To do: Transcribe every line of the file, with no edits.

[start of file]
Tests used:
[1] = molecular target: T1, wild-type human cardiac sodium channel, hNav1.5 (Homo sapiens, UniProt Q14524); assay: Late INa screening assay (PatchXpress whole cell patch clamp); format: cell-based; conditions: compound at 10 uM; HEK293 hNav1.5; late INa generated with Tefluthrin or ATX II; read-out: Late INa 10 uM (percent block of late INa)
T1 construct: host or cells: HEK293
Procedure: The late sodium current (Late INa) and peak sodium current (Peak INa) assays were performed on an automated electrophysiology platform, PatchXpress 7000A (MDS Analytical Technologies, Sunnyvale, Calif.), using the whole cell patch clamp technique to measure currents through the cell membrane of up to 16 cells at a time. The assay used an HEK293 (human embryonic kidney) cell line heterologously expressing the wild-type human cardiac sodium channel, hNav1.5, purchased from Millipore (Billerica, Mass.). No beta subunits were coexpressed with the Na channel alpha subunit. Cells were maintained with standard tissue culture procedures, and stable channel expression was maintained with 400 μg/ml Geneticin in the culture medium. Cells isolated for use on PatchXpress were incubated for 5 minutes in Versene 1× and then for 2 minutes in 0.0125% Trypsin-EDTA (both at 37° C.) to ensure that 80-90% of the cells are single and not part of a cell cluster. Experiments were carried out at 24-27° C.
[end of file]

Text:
Tests used:
[1] = molecular target: T1, wild-type human cardiac sodium channel, hNav1.5 (Homo sapiens, UniProt Q14524); assay: Late INa screening assay (PatchXpress whole cell patch clamp); format: cell-based; conditions: compound at 10 uM; HEK293 hNav1.5; late INa generated with Tefluthrin or ATX II; read-out: Late INa 10 uM (percent block of late INa)
T1 construct: host or cells: HEK293
Procedure: The late sodium current (Late INa) and peak sodium current (Peak INa) assays were performed on an automated electrophysiology platform, PatchXpress 7000A (MDS Analytical Technologies, Sunnyvale, Calif.), using the whole cell patch clamp technique to measure currents through the cell membrane of up to 16 cells at a time. The assay used an HEK293 (human embryonic kidney) cell line heterologously expressing the wild-type human cardiac sodium channel, hNav1.5, purchased from Millipore (Billerica, Mass.). No beta subunits were coexpressed with the Na channel alpha subunit. Cells were maintained with standard tissue culture procedures, and stable channel expression was maintained with 400 μg/ml Geneticin in the culture medium. Cells isolated for use on PatchXpress were incubated for 5 minutes in Versene 1× and then for 2 minutes in 0.0125% Trypsin-EDTA (both at 37° C.) to ensure that 80-90% of the cells are single and not part of a cell cluster. Experiments were carried out at 24-27° C.